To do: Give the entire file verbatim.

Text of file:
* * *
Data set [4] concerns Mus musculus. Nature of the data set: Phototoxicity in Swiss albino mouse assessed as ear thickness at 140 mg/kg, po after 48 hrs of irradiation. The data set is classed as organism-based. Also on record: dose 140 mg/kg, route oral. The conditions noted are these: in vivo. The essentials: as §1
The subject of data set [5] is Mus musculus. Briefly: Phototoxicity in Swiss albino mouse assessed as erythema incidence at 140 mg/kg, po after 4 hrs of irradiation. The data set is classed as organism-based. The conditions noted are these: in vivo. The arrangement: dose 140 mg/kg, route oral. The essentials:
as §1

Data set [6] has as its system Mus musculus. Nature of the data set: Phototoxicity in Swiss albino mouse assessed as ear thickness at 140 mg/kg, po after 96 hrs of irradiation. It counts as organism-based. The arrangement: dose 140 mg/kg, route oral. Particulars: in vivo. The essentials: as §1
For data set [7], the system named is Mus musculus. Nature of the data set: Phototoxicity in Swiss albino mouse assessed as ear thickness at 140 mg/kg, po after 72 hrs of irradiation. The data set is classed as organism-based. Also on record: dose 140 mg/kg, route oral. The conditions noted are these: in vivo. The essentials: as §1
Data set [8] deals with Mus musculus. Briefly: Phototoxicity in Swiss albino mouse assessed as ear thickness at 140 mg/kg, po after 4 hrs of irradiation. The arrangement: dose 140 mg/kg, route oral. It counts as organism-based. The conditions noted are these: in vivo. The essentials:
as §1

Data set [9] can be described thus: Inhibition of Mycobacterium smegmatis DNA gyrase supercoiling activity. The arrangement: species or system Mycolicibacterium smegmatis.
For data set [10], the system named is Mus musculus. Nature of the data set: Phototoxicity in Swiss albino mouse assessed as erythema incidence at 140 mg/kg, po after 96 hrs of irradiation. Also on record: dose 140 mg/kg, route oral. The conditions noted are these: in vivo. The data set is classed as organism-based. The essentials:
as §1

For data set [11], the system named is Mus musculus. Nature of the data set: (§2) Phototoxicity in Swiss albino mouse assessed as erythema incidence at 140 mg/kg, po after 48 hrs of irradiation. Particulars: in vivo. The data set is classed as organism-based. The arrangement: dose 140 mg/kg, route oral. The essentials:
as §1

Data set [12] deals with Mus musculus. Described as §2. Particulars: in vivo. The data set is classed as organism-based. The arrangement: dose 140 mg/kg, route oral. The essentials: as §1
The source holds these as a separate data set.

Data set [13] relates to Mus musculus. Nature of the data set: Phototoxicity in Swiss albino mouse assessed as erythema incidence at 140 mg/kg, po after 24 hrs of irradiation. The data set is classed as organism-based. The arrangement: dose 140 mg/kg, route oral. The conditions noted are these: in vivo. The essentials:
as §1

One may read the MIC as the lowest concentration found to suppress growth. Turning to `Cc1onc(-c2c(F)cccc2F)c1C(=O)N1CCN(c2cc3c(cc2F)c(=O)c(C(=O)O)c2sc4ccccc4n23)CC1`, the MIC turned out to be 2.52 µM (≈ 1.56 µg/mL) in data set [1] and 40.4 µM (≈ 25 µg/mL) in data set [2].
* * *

Data set [4] concerns Mus musculus. Nature of the data set: Phototoxicity in Swiss albino mouse assessed as ear thickness at 140 mg/kg, po after 48 hrs of irradiation. The data set is classed as organism-based. Also on record: dose 140 mg/kg, route oral. The conditions noted are these: in vivo. The essentials: as §1
The subject of data set [5] is Mus musculus. Briefly: Phototoxicity in Swiss albino mouse assessed as erythema incidence at 140 mg/kg, po after 4 hrs of irradiation. The data set is classed as organism-based. The conditions noted are these: in vivo. The arrangement: dose 140 mg/kg, route oral. The essentials:
as §1

Data set [6] has as its system Mus musculus. Nature of the data set: Phototoxicity in Swiss albino mouse assessed as ear thickness at 140 mg/kg, po after 96 hrs of irradiation. It counts as organism-based. The arrangement: dose 140 mg/kg, route oral. Particulars: in vivo. The essentials: as §1
For data set [7], the system named is Mus musculus. Nature of the data set: Phototoxicity in Swiss albino mouse assessed as ear thickness at 140 mg/kg, po after 72 hrs of irradiation. The data set is classed as organism-based. Also on record: dose 140 mg/kg, route oral. The conditions noted are these: in vivo. The essentials: as §1
Data set [8] deals with Mus musculus. Briefly: Phototoxicity in Swiss albino mouse assessed as ear thickness at 140 mg/kg, po after 4 hrs of irradiation. The arrangement: dose 140 mg/kg, route oral. It counts as organism-based. The conditions noted are these: in vivo. The essentials:
as §1

Data set [9] can be described thus: Inhibition of Mycobacterium smegmatis DNA gyrase supercoiling activity. The arrangement: species or system Mycolicibacterium smegmatis.
For data set [10], the system named is Mus musculus. Nature of the data set: Phototoxicity in Swiss albino mouse assessed as erythema incidence at 140 mg/kg, po after 96 hrs of irradiation. Also on record: dose 140 mg/kg, route oral. The conditions noted are these: in vivo. The data set is classed as organism-based. The essentials:
as §1

For data set [11], the system named is Mus musculus. Nature of the data set: (§2) Phototoxicity in Swiss albino mouse assessed as erythema incidence at 140 mg/kg, po after 48 hrs of irradiation. Particulars: in vivo. The data set is classed as organism-based. The arrangement: dose 140 mg/kg, route oral. The essentials:
as §1

Data set [12] deals with Mus musculus. Described as §2. Particulars: in vivo. The data set is classed as organism-based. The arrangement: dose 140 mg/kg, route oral. The essentials: as §1
The source holds these as a separate data set.

Data set [13] relates to Mus musculus. Nature of the data set: Phototoxicity in Swiss albino mouse assessed as erythema incidence at 140 mg/kg, po after 24 hrs of irradiation. The data set is classed as organism-based. The arrangement: dose 140 mg/kg, route oral. The conditions noted are these: in vivo. The essentials:
as §1

One may read the MIC as the lowest concentration found to suppress growth. Turning to `Cc1onc(-c2c(F)cccc2F)c1C(=O)N1CCN(c2cc3c(cc2F)c(=O)c(C(=O)O)c2sc4ccccc4n23)CC1`, the MIC turned out to be 2.52 µM (≈ 1.56 µg/mL) in data set [1] and 40.4 µM (≈ 25 µg/mL) in data set [2].